The Book of Mormon: An Account Written by the Hand of Mormon, upon Plates Taken from the Plates of Nephi; NY: Joseph Smith Jr., 1830; [i]– pp.; includes typeset signature marks and copyright notice. The copy presented here is held at CHL; includes pasted newspaper clippings, bookplate, selling price and signature of former owner, and library markings.
This book was printed on thirty-seven sheets and folded into thirty-seven gatherings of eight leaves each, making a text block of 592 pages. The last printed leaf—bearing the signed statements of witnesses—is not numbered. The book includes two blank front flyleaves and two blank back flyleaves (other copies have three back flyleaves). The pages of the book measure 7¼ × 4⅝ inches (18 × 12 cm).
The book is bound in brown calfskin, with a black label on the spine: “BOOK OF | MORMON”. The spine also bears seven double-bands in gilt. The book measures 7½ × 4¾ × 1¾ inches (19 × 12 × 4 cm). To the inside front cover are affixed four clippings of descriptions of different versions of first edition copies of the Book of Mormon and of an 1854 edition of the Doctrine and Covenants, along with a clipping describing the origin of the text of the Book of Mormon and a bookplate of the “Shepard Book Company” of Salt Lake City, Utah. There is also a pencil notation: “CEEY- | asxx”. The recto of the first front flyleaf bears one clipping describing a first edition Book of Mormon for sale and several notations in pencil: “1st Edition” and “$50.00 | BS KN”. Pencil notation on verso of first flyleaf: “1st Edition” and “M222.1 | B724 | 1830 | #8”. Pen notation on recto of second front flyleaf: “James H Moyle | March 22 1906”. The page edges are decorated with a light blue speckled stain.
The price notation inscribed in the front of the book suggests that the book was sold. It is uncertain when this volume was placed in the care of the Church Historian’s Office.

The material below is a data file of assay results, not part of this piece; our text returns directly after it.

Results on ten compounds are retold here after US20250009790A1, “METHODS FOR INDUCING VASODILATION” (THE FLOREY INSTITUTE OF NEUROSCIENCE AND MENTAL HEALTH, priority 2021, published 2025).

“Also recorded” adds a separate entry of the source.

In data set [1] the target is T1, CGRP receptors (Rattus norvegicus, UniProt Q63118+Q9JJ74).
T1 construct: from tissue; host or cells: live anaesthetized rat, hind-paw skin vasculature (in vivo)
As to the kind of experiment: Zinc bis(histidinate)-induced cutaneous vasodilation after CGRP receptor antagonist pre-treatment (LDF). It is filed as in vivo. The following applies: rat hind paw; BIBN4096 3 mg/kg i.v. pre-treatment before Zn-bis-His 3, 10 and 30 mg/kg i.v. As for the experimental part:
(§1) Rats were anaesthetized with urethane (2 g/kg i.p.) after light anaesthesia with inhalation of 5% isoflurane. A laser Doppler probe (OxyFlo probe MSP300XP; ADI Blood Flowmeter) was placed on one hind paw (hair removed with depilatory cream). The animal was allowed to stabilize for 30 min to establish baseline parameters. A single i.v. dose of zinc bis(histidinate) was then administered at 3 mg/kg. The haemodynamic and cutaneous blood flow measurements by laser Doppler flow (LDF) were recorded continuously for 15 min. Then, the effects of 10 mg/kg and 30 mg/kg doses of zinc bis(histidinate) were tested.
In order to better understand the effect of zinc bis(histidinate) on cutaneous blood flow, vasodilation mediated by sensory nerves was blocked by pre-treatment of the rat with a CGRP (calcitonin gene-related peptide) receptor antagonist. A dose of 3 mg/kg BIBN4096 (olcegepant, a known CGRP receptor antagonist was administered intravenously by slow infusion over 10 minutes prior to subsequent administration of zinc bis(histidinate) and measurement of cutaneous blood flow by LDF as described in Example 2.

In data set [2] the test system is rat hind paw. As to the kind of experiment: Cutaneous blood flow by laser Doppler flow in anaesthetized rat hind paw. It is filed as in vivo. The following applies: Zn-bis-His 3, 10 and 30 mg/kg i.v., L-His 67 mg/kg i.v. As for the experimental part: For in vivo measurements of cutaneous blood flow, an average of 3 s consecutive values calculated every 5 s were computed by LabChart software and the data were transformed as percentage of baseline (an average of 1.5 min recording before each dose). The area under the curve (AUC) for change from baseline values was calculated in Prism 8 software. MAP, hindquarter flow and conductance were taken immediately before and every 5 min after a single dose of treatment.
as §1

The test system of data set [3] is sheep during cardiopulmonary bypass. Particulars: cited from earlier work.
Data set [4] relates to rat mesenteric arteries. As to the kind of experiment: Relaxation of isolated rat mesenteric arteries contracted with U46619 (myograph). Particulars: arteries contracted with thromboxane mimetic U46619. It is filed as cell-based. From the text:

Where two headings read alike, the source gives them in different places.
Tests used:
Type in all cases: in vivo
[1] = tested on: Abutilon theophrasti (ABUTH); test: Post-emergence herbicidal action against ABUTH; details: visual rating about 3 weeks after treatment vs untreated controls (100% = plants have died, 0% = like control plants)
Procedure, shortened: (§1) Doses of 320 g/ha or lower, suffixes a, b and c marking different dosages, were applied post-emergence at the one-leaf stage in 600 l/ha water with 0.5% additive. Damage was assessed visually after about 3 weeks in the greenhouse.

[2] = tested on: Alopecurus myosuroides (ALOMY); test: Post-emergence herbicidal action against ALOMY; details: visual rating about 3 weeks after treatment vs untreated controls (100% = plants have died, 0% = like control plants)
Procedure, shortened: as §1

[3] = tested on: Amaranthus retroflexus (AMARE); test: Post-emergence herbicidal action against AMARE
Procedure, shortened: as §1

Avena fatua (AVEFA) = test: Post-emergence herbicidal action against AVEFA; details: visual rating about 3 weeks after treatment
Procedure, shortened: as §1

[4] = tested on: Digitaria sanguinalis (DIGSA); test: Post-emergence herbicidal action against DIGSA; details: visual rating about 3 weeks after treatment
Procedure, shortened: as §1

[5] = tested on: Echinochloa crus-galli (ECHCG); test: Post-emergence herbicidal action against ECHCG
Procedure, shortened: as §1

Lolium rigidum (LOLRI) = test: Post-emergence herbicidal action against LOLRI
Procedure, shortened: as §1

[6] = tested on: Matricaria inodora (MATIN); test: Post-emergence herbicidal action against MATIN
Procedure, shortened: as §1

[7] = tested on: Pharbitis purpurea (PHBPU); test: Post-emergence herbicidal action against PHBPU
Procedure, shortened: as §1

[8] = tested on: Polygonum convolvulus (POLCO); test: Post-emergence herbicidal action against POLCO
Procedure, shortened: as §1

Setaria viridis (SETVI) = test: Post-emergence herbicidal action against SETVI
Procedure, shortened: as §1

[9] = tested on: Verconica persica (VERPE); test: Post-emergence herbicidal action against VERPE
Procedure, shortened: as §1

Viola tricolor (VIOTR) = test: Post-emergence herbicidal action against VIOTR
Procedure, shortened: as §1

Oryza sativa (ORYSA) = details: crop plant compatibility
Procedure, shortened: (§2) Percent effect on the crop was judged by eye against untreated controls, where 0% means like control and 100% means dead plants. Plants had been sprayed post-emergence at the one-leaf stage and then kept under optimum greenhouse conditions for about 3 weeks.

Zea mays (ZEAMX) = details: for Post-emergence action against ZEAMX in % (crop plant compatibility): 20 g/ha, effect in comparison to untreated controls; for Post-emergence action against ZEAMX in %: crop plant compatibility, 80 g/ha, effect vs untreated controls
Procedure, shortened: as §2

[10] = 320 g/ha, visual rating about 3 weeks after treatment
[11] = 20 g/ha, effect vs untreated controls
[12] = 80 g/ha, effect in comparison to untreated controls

And now it came to pass in the commencement of the thirtieth year of the reign of the Judges, in the second day, on the first month, Moroni received an epistle from Helaman, stating the affairs of the people in that quarter of the land. And these are the words which he wrote, saying: My dearly beloved brother, Moroni, as well in the Lord as in the tribulations of our warfare; behold, my beloved brother, I have somewhat to tell you concerning our warfare in this part of the land. Behold, two thousand of the sons of those men which Ammon brought down out of the land of Nephi: Now ye have known that these were a descendant of Laman, which was the eldest son of our father Lehi. Now I need not rehearse unto you concerning their traditions or their unbelief, for thou knowest concerning all these things; therefore it supposeth me that I tell you that two thousand of these young men hath taken their weapons of war, and would that I should be their leader; and we have come forth to defend our country. And now ye also know concerning the covenant which their fathers made, that they would not take up their weapons of war against their brethren, to shed blood. But in the twenty and sixth year, when they saw our afflictions and our tribulations for them, they were about to break the covenant which they had made, and take up their weapons of war in our defence. But I would not suffer them that they should break this covenant which they had made, supposing that God would strengthen us, insomuch that we should not suffer more because of the fulfilling the oath which they had taken. But behold, here is one thing in which we may have great joy. For behold, in the twenty and sixth year, I Helaman, did march at the head of these two thousand young men, to the city of Judea, to assist Antipus, whom ye had appointed a leader over the people of that part of the land. And I did join my two thousand sons, (for they are worthy to be called sons,) to the army of Antipus; in the which strength Antipus did rejoice exceedingly; for behold, his army had been reduced by the Lamanites because of the numerority of their forces having slain a vast number of our men; for which cause we have to mourn. Nevertheless, we may console ourselves in this point: that they have died in the cause of their country and of their God; yea, and they are happy. And the Lamanites had also retained many prisoners, all of whom are Chief Captains; for none [p. 382]